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3 Final Remarks

This preliminary user study has provided indications in the intersection of several fields like urban planning, community informatics and 3D modeling, and addressed related ambits of research like: how to collect knowledge from large communities of citizens [5], real time testing of ideas, citizen agency in the design process. As it is clear from the concise outline of the project reported above, further work and new field studies and workshops are needed before definitive finding can be proposed to the research community. That notwithstanding, some ideas can be extracted from the experience and shared in the following points:

• The scope of the project was not to evaluate classic parameters of urban design and planning such as cost or quality of execution, but rather aspects subject to temporality like the interest and degree of appropriation that this project could raise among the neighborhood inhabitants. To this aim, the designers created the collaborative platform, by simply integrating off-the-shelf, but yet state-of-the-art, Webbased technologies, and called for ideas and contributions. Notably, online social networking sites like Facebook and Twitter did not really help as process triggers or working platforms, but rather as scaffolding resources and follow-up resources of dissemination. To this respect, the user study reported here provides motivations for the development of better interfaces that could improve communication and knowledge sharing between designers and citizens [6].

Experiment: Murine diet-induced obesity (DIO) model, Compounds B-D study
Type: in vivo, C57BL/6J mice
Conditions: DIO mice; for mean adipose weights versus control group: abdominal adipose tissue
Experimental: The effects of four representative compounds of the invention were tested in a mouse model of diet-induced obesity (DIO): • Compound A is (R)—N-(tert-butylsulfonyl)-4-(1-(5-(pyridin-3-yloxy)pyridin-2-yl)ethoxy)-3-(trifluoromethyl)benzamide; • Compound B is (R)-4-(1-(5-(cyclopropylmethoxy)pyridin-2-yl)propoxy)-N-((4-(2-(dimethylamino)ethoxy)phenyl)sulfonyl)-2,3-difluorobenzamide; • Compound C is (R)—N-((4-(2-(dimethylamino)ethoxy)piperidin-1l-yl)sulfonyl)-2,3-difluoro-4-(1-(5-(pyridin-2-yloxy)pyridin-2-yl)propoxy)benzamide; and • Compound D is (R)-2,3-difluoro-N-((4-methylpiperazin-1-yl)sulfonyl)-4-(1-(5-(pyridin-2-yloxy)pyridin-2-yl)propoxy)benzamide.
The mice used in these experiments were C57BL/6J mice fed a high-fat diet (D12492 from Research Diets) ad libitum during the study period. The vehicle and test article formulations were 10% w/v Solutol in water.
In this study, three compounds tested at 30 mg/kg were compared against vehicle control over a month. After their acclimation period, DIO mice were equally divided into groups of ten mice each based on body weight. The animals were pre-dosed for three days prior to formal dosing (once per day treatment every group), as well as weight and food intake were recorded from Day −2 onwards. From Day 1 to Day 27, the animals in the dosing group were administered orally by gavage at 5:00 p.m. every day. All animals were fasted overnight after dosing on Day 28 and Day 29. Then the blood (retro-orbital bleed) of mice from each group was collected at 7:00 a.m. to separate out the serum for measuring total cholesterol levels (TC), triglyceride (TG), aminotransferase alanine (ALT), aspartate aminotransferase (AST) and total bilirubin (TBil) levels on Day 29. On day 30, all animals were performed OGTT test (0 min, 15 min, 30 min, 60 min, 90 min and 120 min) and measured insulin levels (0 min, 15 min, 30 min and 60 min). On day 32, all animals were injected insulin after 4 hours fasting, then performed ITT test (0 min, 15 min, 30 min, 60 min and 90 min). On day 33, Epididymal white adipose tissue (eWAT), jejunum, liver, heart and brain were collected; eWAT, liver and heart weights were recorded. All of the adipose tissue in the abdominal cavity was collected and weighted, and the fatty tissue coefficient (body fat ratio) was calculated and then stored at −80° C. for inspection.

• All stakeholders tended to engage for a longer time when they felt to be part of the

process and could appropriate it [7].

• Content, in the sense of use program, must be planned in advance, allowing some

“slack room” for spontaneous or unexpected evolution [8].

• A determined life cycle or intervention agenda and its evolution must be thought

ahead of the beginning of the process. There is a new temporal dimension to urban design [9].

• Design on itself is just a stage among many others in the overall process of shaping

a final installation in city areas. Cost control, planning, scope and the final closing of the project are other key steps to the final success [10]

• Arnstein described citizen participation adopting the metaphor of the ladder [2],

where the two first critical steps were to “educate” opinions into people and get them back from the crowd as a substitute for genuine participation.

• Open access software tools are increasingly appearing and blurring the limits be-

tween designer and the end user [11]. The client, as in other fields, is becoming a responsible and empowered end user.